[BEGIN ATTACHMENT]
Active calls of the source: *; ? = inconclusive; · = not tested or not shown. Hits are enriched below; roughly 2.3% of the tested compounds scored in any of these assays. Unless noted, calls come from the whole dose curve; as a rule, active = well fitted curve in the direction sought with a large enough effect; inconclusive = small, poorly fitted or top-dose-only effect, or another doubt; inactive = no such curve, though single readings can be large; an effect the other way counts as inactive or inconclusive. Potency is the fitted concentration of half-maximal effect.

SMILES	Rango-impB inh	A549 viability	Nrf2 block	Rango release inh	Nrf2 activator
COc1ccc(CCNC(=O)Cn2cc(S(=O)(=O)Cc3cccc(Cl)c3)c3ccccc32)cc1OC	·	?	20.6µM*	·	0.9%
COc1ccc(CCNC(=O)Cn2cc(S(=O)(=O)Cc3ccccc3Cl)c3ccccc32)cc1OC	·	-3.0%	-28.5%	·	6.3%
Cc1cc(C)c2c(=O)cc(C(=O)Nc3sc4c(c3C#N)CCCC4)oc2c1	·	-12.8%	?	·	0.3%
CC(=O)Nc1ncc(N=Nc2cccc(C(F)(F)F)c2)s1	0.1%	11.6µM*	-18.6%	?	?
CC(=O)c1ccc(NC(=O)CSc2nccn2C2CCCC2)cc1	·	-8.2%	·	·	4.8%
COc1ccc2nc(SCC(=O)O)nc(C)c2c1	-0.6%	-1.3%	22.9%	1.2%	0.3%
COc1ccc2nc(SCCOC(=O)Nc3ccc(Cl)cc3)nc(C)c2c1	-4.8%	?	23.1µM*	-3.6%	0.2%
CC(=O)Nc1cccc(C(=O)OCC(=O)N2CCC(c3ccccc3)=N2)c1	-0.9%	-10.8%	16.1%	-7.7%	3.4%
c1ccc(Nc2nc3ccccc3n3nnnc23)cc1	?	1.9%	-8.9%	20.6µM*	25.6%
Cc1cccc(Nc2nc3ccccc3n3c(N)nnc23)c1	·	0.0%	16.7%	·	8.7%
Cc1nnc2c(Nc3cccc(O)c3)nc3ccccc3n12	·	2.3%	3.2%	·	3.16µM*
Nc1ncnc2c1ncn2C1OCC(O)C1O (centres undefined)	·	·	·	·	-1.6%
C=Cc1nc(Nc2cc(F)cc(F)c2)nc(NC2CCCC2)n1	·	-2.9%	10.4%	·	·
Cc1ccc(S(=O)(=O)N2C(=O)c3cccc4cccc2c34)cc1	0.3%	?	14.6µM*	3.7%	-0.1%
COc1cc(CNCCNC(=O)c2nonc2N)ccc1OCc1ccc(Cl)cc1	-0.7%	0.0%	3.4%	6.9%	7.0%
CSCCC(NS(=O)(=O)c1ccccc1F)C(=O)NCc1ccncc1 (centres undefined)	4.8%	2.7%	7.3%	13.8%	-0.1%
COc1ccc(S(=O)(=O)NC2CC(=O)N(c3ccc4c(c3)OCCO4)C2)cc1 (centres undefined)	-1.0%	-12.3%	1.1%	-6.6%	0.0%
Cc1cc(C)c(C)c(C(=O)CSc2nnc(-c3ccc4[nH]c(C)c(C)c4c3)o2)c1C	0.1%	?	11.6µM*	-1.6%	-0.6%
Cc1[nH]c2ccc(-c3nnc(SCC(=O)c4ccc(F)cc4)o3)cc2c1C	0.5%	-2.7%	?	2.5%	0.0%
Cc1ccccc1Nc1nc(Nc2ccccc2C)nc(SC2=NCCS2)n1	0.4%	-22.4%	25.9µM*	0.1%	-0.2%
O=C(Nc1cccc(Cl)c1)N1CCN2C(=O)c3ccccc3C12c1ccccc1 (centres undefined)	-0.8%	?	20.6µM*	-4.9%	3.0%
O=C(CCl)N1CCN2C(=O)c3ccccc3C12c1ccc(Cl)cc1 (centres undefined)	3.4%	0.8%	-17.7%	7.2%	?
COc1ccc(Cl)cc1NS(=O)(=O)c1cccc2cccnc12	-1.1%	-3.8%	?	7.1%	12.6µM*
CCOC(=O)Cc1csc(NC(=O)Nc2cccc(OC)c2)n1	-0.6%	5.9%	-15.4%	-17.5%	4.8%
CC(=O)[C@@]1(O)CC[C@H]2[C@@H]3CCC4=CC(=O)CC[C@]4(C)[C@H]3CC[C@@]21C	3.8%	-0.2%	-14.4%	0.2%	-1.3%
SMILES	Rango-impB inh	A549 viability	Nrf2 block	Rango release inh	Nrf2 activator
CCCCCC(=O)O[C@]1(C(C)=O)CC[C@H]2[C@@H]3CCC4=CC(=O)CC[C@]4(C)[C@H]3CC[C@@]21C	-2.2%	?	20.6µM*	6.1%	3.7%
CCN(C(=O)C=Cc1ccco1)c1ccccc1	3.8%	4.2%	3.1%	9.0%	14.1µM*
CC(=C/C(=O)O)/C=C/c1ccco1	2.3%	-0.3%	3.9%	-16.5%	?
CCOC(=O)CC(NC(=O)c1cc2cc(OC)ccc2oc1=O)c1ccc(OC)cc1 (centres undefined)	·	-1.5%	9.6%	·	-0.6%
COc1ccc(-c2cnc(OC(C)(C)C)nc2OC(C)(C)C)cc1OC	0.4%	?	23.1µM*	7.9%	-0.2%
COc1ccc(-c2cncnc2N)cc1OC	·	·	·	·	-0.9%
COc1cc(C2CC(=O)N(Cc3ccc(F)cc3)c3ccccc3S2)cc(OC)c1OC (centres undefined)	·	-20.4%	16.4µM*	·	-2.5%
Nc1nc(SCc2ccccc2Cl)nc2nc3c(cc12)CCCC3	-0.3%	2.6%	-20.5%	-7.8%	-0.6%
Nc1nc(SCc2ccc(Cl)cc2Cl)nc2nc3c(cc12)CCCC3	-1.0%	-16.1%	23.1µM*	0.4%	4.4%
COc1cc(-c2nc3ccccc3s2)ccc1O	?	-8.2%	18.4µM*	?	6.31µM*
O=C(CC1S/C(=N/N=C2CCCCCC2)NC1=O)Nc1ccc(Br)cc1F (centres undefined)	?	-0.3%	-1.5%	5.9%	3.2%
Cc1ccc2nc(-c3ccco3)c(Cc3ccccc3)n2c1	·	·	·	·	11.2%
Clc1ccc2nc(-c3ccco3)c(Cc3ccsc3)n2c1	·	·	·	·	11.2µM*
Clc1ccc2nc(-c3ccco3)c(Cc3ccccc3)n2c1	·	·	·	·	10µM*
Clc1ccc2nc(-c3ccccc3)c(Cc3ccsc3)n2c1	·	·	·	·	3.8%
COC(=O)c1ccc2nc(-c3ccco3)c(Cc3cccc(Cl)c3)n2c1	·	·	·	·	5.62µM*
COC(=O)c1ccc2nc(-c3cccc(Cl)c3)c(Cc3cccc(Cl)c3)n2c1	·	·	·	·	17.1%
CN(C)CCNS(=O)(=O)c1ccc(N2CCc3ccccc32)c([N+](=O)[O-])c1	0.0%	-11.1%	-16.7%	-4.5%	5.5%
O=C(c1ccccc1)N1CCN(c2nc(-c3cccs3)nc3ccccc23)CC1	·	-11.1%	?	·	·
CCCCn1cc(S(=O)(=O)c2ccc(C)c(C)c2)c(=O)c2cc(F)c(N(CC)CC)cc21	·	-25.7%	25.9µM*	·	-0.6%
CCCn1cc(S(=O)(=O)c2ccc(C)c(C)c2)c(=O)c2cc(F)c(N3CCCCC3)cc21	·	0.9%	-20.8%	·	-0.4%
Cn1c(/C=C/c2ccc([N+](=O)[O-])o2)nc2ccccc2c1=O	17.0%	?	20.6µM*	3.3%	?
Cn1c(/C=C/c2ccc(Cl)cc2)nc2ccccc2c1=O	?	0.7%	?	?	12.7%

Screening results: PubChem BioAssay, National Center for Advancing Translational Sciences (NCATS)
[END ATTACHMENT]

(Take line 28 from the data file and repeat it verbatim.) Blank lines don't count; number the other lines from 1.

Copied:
SMILES	Rango-impB inh	A549 viability	Nrf2 block	Rango release inh	Nrf2 activator